"Vocational schools can be a really great career path particularly if you want to be in the 'STEM' discipline," said Lauren Griffin, senior vice president of Adecco Staffing in a January interview. STEM is a curriculum based on the idea of educating students in four specific disciplines — science, technology, engineering and mathematics — in an interdisciplinary and applied approach.
But whether you are just graduating high school or looking for a new career, there are pros and cons to attending a vocational school. Here are some to consider before signing up for classes:
Length of Schooling:
For starters, getting certified from trade schools takes significantly less time. "Typically, it takes two years," said Griffin, and that means "you enter the workforce sooner and therefore start earning income sooner."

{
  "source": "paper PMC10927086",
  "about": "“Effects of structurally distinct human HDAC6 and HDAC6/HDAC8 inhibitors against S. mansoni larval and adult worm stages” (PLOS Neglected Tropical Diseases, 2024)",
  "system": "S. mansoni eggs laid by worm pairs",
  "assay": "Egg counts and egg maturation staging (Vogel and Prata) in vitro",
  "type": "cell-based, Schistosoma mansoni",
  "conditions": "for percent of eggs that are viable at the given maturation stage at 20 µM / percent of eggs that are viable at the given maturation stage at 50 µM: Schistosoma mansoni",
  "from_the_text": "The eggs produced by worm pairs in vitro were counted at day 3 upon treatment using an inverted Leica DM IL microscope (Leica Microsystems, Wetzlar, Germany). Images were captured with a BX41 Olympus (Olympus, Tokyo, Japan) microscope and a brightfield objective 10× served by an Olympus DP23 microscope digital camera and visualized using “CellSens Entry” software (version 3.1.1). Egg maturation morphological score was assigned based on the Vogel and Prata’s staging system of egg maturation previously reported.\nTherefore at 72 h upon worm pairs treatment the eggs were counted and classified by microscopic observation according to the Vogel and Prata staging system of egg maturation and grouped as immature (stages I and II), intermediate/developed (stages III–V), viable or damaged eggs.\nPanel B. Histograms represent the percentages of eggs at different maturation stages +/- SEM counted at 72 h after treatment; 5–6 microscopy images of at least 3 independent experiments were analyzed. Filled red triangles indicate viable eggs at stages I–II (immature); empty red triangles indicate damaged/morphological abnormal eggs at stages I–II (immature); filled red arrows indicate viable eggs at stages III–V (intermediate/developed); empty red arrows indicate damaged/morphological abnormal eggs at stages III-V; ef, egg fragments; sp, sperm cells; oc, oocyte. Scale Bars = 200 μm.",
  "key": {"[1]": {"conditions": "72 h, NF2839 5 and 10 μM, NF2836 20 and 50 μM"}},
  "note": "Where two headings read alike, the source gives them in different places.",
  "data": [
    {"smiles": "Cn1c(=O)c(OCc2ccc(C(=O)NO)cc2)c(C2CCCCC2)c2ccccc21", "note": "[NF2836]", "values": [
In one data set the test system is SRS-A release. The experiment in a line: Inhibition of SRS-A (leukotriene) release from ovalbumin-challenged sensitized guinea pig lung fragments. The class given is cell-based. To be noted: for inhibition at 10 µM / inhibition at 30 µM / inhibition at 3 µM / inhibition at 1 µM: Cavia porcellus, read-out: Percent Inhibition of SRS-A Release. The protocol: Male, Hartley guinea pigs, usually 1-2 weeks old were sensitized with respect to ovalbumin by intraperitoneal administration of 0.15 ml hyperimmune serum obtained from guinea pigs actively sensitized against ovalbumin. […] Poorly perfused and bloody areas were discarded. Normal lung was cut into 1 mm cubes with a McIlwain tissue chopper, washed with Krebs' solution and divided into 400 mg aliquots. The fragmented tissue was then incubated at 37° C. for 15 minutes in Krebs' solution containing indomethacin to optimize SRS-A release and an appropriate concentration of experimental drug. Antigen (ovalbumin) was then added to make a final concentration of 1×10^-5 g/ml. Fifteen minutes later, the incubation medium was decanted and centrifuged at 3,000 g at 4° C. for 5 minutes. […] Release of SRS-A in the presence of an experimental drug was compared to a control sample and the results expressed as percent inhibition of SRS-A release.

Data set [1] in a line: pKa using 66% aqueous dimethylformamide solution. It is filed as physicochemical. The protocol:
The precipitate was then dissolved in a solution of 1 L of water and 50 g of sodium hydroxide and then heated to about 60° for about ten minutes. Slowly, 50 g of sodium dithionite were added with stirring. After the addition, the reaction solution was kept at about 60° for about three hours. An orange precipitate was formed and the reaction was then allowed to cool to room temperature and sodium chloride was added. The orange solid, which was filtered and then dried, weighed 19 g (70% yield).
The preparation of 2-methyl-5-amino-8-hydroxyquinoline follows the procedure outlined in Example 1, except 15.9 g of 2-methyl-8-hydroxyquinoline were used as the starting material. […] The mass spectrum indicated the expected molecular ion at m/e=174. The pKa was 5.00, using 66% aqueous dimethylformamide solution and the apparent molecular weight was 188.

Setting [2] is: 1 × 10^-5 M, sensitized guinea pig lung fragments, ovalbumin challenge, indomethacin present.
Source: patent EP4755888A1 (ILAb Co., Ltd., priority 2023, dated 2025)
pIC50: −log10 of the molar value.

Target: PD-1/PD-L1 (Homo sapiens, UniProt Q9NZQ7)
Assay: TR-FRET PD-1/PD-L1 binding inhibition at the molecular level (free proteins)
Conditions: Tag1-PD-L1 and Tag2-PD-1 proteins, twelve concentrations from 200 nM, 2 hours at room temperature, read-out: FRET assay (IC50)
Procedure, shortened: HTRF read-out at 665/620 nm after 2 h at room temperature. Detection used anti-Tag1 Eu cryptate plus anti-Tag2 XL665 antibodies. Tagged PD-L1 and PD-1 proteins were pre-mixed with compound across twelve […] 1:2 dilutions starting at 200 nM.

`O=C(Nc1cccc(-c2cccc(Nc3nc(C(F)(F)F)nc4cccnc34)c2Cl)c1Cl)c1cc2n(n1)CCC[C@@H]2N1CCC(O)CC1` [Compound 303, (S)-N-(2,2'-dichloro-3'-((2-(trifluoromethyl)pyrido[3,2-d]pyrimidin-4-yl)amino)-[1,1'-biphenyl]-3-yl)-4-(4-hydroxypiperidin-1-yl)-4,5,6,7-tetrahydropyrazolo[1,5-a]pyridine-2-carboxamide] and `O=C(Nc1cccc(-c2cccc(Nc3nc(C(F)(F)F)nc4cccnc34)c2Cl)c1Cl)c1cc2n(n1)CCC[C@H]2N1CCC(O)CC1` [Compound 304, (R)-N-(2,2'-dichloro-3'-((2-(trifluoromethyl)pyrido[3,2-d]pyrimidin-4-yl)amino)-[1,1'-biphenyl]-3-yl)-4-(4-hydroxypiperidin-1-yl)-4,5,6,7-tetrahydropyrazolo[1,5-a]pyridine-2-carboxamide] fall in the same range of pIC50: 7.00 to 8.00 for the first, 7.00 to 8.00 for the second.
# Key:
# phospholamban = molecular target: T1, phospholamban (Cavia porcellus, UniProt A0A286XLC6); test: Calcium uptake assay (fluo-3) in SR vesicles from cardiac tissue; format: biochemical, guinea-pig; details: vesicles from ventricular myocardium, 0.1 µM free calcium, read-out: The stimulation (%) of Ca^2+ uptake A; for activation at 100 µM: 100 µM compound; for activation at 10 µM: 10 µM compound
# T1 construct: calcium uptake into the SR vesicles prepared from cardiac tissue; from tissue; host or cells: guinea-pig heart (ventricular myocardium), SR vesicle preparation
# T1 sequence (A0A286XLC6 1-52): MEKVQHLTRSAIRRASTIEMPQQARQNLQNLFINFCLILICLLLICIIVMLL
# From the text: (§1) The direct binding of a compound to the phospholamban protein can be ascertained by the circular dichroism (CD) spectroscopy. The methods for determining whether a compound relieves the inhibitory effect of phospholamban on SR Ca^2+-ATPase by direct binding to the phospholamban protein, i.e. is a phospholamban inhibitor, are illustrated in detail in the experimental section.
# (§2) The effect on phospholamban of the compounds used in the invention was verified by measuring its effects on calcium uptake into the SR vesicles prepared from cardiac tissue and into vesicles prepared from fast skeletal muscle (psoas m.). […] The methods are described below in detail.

For instance, programs for pharmacy technicians usually include at least 600 hours of instruction over a 15-week period. Cosmetology school typically takes five to six months and a certified automotive mechanic takes eight months to just under two years.
Everyone learns a different way, but some people are more visual learners. In that case, a vocational school might be a great option.
At the New York Automotive & Diesel Institute, an automotive mechanic trade school in Queens, students have classroom sessions but the majority of the instruction takes place in workshops, which helps for a smooth transition to being on the job.
Price of education:
The eight-month program there costs about $16,000, whereas the average cost of tuition and fees at four-year public schools for the 2015-2016 school year was $9,410 a year, according to theCollege Board. That makes a difference when it comes to loans, too. Think "$30,000 on average with college loans, versus the average trade loan of $10,000," Griffin said.